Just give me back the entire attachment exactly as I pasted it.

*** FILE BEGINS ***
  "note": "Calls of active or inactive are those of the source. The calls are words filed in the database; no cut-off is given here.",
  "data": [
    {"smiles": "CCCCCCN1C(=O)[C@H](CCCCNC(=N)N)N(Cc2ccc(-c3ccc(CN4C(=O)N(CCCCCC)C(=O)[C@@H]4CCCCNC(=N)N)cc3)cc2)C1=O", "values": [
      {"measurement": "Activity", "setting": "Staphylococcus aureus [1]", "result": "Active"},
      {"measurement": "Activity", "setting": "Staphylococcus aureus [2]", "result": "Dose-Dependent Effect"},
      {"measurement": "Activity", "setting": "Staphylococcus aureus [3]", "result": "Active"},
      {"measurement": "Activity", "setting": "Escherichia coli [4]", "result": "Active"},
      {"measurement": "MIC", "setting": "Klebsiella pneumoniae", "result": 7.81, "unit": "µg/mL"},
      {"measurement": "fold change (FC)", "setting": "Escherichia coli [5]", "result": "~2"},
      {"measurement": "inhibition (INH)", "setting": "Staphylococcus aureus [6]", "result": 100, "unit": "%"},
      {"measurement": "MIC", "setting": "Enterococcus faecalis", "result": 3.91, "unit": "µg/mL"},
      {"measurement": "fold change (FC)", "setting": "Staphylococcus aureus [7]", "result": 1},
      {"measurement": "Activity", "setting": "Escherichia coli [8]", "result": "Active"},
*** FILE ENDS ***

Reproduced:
  "note": "Calls of active or inactive are those of the source. The calls are words filed in the database; no cut-off is given here.",
  "data": [
    {"smiles": "CCCCCCN1C(=O)[C@H](CCCCNC(=N)N)N(Cc2ccc(-c3ccc(CN4C(=O)N(CCCCCC)C(=O)[C@@H]4CCCCNC(=N)N)cc3)cc2)C1=O", "values": [
      {"measurement": "Activity", "setting": "Staphylococcus aureus [1]", "result": "Active"},
      {"measurement": "Activity", "setting": "Staphylococcus aureus [2]", "result": "Dose-Dependent Effect"},
      {"measurement": "Activity", "setting": "Staphylococcus aureus [3]", "result": "Active"},
      {"measurement": "Activity", "setting": "Escherichia coli [4]", "result": "Active"},
      {"measurement": "MIC", "setting": "Klebsiella pneumoniae", "result": 7.81, "unit": "µg/mL"},
      {"measurement": "fold change (FC)", "setting": "Escherichia coli [5]", "result": "~2"},
      {"measurement": "inhibition (INH)", "setting": "Staphylococcus aureus [6]", "result": 100, "unit": "%"},
      {"measurement": "MIC", "setting": "Enterococcus faecalis", "result": 3.91, "unit": "µg/mL"},
      {"measurement": "fold change (FC)", "setting": "Staphylococcus aureus [7]", "result": 1},
      {"measurement": "Activity", "setting": "Escherichia coli [8]", "result": "Active"},